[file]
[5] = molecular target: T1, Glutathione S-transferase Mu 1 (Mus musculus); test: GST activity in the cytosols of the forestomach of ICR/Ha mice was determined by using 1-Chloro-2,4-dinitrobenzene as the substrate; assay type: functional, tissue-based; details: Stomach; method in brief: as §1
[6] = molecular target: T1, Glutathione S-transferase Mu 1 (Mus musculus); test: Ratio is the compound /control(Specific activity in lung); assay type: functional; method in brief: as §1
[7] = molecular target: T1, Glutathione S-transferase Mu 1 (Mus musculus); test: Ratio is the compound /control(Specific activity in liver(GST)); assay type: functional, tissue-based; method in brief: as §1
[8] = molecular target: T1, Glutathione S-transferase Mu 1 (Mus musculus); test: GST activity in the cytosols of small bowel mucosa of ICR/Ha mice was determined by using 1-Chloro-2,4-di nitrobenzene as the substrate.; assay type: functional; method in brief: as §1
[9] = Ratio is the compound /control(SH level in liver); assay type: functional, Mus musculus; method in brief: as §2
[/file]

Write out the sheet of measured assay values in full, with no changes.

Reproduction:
[5] = molecular target: T1, Glutathione S-transferase Mu 1 (Mus musculus); test: GST activity in the cytosols of the forestomach of ICR/Ha mice was determined by using 1-Chloro-2,4-dinitrobenzene as the substrate; assay type: functional, tissue-based; details: Stomach; method in brief: as §1
[6] = molecular target: T1, Glutathione S-transferase Mu 1 (Mus musculus); test: Ratio is the compound /control(Specific activity in lung); assay type: functional; method in brief: as §1
[7] = molecular target: T1, Glutathione S-transferase Mu 1 (Mus musculus); test: Ratio is the compound /control(Specific activity in liver(GST)); assay type: functional, tissue-based; method in brief: as §1
[8] = molecular target: T1, Glutathione S-transferase Mu 1 (Mus musculus); test: GST activity in the cytosols of small bowel mucosa of ICR/Ha mice was determined by using 1-Chloro-2,4-di nitrobenzene as the substrate.; assay type: functional; method in brief: as §1
[9] = Ratio is the compound /control(SH level in liver); assay type: functional, Mus musculus; method in brief: as §2